- News & Media
- Press Releases
- Lawmakers Pass Amendment
Lawmakers Pass Amendment to Exclude Auto Dealers from New Federal Agency
WASHINGTON (October 22, 2009) - The House Financial Services Committee approved a key amendment, 47-21, to keep automobile dealers under the already effective federal and state laws which govern vehicle financing.
The amendment, sponsored by Rep. John Campbell, R-Calif., will not subject auto retailers to the regulations of the proposed Consumer Financial Protection Agency (CFPA), but will continue the full range of consumer protection rules of the Federal Reserve, the Federal Trade Commission and state laws.
The National Automobile Dealers Association (NADA) led a grassroots campaign in support of the Campbell Amendment.
“NADA and dealers across the country applaud the overwhelming bipartisan support for the Campbell Amendment,” said David Westcott, chairman of NADA's Government Affairs Committee and a multi-franchise dealer from North Carolina. “It makes sense to exclude dealers. Dealers had absolutely nothing to do with the credit crisis.”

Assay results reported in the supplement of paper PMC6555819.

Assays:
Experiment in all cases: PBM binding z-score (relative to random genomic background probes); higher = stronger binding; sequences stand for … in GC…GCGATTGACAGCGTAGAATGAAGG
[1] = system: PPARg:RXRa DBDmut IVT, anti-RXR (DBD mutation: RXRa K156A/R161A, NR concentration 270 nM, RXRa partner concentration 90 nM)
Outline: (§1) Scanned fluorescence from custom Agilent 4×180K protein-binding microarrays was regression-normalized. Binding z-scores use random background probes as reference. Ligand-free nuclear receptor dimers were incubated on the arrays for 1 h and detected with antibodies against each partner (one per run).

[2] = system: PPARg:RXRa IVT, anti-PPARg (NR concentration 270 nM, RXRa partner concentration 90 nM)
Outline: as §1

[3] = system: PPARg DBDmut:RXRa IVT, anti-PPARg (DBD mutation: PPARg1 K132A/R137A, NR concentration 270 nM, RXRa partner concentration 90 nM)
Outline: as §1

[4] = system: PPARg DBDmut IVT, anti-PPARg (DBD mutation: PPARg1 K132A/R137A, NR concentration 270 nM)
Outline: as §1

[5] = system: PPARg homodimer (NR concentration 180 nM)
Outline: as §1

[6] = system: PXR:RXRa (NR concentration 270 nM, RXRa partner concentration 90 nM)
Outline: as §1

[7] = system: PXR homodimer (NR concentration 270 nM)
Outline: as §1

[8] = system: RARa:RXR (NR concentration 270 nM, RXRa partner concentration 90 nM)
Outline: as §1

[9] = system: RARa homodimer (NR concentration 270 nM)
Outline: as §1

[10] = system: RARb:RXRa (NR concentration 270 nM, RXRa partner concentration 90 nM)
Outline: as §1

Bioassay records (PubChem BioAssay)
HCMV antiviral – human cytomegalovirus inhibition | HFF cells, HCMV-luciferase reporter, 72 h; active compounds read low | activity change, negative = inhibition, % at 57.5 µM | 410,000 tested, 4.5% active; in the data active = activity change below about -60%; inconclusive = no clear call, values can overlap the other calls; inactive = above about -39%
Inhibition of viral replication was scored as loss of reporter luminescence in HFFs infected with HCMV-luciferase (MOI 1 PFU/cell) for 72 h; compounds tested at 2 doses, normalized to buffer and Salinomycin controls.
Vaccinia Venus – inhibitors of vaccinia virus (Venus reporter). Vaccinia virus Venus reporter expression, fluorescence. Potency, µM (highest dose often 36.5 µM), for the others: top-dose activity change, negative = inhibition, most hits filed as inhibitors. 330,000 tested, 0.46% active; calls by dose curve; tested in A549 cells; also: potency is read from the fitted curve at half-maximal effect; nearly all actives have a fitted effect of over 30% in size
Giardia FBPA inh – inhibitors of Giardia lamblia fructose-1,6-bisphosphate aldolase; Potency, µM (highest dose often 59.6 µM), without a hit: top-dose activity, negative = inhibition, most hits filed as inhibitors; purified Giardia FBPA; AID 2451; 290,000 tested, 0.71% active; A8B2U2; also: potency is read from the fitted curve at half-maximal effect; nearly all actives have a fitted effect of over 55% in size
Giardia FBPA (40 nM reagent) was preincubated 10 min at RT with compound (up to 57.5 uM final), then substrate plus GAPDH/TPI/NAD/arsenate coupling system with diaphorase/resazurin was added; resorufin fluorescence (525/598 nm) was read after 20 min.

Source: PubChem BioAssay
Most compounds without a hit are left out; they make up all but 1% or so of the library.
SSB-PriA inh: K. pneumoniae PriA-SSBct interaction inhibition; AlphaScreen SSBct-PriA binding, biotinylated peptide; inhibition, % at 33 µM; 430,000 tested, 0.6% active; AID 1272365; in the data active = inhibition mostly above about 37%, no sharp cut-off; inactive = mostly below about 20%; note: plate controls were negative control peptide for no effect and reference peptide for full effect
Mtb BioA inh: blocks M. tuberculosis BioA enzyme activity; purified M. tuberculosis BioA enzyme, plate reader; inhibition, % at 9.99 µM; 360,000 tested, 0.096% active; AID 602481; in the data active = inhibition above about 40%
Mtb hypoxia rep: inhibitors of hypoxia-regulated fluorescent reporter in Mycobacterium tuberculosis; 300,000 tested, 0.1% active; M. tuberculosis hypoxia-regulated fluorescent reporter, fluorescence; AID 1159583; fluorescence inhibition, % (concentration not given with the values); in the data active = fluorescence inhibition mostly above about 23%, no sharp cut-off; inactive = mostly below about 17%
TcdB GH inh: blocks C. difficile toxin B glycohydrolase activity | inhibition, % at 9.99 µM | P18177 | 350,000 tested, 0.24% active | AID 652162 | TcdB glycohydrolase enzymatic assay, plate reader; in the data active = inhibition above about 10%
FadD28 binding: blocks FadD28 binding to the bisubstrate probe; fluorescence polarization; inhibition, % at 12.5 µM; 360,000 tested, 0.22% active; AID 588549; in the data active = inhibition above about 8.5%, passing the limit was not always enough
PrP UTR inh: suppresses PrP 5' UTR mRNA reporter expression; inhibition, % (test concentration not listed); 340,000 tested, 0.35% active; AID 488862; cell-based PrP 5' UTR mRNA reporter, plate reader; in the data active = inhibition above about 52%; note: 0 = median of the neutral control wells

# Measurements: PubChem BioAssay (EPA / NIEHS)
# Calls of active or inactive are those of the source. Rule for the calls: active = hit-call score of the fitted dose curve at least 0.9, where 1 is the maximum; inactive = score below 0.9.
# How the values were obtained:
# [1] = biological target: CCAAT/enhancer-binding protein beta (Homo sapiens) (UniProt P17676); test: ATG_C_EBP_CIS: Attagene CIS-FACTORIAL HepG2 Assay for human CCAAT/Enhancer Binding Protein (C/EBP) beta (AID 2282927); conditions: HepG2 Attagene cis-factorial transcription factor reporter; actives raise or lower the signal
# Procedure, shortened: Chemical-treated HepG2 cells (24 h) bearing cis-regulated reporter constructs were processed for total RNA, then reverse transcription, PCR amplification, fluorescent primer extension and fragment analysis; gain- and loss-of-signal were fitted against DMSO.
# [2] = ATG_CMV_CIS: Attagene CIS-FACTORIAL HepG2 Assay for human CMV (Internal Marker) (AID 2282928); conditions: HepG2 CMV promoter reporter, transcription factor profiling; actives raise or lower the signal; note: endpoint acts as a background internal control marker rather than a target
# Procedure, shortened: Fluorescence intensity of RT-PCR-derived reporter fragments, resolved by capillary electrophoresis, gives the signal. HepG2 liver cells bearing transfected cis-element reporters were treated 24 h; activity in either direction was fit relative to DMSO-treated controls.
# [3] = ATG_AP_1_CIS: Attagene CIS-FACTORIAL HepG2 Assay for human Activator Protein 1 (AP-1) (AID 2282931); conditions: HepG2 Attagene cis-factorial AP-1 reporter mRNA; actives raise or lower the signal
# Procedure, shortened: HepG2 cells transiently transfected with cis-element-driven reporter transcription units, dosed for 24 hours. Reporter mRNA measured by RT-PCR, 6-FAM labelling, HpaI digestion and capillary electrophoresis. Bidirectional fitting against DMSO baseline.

H.R. 3126, the Consumer Financial Protection Agency Act, later passed the full committee with the Campbell Amendment included. However, the bill still has a number of other hurdles before reaching the White House for final approval. The House Energy and Commerce Committee, which also has partial jurisdiction over the new agency, will have an opportunity to consider the bill before a House vote. The Senate will have to go through a similar process.
NADA's legislative office, as well as dealers across the country, will continue to be involved throughout the process. “We will continue to work on behalf of consumers and dealers to maintain dealer-assisted financing as an efficient and competitive credit-delivery system,” Westcott said.
“We applaud Rep. Campbell for his leadership in building strong bipartisan support in the financial services committee,” Westcott said. “The overwhelming majority of committee members clearly understand that CFPA jurisdiction over dealers is unnecessary and that increased uncertainty in the auto marketplace would limit consumer finance options and increase car buyers' costs.”